Two researchers who tracked 10 town of Lincoln wells each month for a year estimated that in the area near the wells, agriculture contributed 96 percent of the nitrates to groundwater, and septic systems contributed 4 percent.
Eight Department of Energy national laboratories, including Lawrence Berkeley National Laboratory, are combining forces with the National Center for Atmospheric Research, four academic institutions and one private-sector company in the new effort.
Plastic materials used in food packaging are made up of small molecules or monomers which, together with their additives, can migrate into the product during packaging manufacturing, filling or storage.
This guide is to show basic ideas and policies indispensable for restoring desirable river environments in Asia, raise the interest of readers in a river nearby, create an opportunity toward new projects for river restoration, and also support current river restoration projects.
This is published by the Asian River Restoration Network.
As the oil and gas drilling technique called hydraulic fracturing (or "fracking") proliferates, a new study on the contents of the fluids involved in the process raises concerns about several ingredients.
When it comes to understanding America’s coastal fisheries, anecdotes are gripping – stories of a choking algae bloom, or a bay’s struggle with commercial development. But when it comes to taking action, there’s no beating big data.
A new study, the Projected Impact of Climate Change on Water Availability and Development in the Koshi Basin, Nepal, by researchers from the International Water Management Institute (IWMI) in Nepal, assesses the likely impact of climate change on water resources development in the Koshi River basin and generates projections for the 2030s and 2050s.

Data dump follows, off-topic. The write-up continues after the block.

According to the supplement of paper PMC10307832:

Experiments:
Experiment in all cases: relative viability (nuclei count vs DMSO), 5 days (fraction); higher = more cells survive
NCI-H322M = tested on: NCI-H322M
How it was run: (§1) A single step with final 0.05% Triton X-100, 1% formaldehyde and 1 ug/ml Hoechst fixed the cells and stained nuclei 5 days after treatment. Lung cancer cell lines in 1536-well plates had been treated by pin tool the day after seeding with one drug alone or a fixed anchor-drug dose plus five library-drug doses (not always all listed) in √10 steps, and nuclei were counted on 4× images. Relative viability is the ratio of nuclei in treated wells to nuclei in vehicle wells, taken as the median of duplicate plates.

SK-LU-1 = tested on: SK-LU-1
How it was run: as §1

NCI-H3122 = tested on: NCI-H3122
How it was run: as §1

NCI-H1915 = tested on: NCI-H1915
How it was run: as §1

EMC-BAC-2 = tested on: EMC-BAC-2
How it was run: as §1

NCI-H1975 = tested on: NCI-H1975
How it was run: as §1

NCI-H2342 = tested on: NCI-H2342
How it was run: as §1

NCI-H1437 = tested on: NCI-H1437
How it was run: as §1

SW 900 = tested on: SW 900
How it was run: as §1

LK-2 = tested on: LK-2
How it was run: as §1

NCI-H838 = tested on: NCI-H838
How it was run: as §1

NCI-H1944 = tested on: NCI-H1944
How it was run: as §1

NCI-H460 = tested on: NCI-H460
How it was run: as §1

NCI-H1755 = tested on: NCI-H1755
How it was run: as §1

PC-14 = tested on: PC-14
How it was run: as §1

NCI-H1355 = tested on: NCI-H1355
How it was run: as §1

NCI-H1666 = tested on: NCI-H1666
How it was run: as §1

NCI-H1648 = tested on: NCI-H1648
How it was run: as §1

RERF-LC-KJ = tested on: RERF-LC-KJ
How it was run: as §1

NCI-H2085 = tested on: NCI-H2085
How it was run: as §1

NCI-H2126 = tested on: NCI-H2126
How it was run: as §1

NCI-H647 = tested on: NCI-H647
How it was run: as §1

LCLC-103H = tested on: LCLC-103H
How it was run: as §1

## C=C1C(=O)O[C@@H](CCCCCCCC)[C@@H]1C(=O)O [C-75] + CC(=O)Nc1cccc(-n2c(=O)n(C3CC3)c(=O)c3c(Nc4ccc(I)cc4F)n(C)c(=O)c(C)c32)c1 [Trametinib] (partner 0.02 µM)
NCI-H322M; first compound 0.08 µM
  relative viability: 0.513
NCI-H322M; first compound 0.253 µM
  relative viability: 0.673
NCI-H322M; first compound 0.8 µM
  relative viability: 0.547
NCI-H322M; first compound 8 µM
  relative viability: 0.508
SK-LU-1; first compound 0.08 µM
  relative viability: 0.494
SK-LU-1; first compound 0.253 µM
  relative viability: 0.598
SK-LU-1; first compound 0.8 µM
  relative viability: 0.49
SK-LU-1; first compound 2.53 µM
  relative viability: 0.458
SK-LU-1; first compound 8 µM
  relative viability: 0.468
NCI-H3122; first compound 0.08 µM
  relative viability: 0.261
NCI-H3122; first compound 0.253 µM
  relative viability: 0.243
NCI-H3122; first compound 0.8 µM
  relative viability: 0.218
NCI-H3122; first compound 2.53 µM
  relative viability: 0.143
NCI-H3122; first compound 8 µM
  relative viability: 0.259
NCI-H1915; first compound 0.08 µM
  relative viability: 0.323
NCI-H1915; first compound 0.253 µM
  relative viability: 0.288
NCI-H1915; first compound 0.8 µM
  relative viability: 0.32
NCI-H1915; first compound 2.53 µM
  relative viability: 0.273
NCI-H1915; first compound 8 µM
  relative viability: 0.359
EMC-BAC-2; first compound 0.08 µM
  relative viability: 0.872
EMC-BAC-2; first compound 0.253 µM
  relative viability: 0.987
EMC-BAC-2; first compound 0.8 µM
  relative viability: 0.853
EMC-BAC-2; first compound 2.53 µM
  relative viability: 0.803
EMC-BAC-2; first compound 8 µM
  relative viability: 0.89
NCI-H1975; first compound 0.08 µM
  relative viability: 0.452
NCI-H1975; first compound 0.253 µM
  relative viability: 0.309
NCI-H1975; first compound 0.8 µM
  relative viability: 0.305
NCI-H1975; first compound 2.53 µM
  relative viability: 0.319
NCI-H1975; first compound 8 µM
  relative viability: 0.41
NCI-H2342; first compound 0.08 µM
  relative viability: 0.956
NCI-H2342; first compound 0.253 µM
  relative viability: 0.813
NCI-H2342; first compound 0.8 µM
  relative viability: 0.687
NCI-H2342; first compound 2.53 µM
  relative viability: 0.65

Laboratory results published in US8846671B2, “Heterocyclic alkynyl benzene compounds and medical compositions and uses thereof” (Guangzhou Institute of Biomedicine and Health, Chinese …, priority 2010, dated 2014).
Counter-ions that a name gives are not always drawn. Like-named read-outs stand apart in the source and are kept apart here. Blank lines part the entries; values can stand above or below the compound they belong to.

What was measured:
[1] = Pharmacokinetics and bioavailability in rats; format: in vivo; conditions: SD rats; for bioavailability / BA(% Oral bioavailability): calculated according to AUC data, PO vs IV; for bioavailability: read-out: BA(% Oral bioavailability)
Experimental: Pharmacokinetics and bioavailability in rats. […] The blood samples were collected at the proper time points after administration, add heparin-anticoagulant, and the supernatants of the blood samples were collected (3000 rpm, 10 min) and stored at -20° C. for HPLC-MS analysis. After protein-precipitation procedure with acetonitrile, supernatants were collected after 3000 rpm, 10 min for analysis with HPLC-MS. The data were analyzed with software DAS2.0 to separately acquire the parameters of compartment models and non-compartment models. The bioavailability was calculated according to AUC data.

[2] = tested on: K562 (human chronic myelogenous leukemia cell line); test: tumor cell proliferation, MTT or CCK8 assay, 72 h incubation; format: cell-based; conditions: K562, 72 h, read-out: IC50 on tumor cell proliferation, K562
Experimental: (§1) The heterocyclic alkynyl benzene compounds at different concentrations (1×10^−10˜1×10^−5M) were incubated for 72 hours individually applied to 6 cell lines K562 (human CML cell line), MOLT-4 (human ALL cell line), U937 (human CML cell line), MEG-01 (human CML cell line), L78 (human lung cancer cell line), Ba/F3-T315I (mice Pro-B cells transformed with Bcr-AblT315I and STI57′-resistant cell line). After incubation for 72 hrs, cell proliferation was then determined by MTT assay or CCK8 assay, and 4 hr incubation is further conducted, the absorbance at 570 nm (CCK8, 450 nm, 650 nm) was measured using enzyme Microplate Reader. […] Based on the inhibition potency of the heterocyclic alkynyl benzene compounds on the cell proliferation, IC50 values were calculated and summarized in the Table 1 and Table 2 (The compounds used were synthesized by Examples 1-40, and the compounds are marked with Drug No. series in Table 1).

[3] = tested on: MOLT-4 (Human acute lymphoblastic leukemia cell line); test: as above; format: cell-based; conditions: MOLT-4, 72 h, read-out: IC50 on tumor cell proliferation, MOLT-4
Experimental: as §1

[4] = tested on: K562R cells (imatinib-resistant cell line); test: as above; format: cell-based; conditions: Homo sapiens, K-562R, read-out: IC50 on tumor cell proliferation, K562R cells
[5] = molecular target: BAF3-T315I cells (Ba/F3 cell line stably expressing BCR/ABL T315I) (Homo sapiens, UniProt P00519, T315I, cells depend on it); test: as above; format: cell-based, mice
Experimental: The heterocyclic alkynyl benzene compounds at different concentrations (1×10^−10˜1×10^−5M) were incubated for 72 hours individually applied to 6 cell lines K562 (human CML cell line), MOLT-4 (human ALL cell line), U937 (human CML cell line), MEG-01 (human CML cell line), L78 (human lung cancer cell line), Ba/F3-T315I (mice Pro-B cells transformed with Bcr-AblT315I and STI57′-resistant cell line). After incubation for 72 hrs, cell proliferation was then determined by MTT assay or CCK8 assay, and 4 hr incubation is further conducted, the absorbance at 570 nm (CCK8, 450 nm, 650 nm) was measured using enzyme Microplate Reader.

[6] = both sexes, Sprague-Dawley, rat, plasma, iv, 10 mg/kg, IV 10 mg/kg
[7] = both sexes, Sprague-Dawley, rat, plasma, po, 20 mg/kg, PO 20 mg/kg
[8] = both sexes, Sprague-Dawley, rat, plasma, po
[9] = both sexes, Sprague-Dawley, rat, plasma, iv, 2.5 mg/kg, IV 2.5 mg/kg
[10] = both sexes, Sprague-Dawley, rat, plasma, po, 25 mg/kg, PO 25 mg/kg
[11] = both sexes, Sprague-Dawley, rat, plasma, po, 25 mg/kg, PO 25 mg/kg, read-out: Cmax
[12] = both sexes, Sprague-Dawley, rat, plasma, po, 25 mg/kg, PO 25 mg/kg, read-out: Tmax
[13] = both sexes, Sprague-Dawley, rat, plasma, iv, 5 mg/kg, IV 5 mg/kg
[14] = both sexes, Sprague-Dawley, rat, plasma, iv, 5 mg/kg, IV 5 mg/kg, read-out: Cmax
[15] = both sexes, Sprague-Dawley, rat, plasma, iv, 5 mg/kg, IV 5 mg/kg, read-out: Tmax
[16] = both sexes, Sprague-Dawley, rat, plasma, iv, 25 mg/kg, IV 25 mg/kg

Erosion is a major threat for coasts worldwide, beaches in particular, which constitute one of the most valuable coastal landforms. Vulnerability assessments related to beach erosion may contribute to planning measures to counteract erosion by identifying, quantifying and ranking vulnerability.
Sewer systems are among the most critical infrastructure assets for modern urban societies and provide essential human health protection. Sulfide-induced concrete sewer corrosion costs billions of dollars annually and has been identified as a main cause of global sewer deterioration.
Though researchers cautioned their study of hydraulic fracturing, or fracking, employed at two Wyoming geological formations showed no direct evidence of water-supply contamination, their work is certain to roil the public health debate over the risks of the controversial oil and gas production process.
As murky water snakes through a man-made wetland between Dallas and Houston, its shallow ponds of lush vegetation slowly filter out phosphorous and nitrates until, a week later, the water runs clear as a creek into the area drinking supply.
Once considered marvels of engineering and the best way to provide power and water to towns and cities across America, dams are now considered harmful relics that damage river ecosystems and contribute to global warming.
Minnesota’s approach to protecting wild rice from sulfate pollution faces a key test this week. A group of scientists recruited from around the country will evaluate the state’s analysis of a series of research projects designed to determin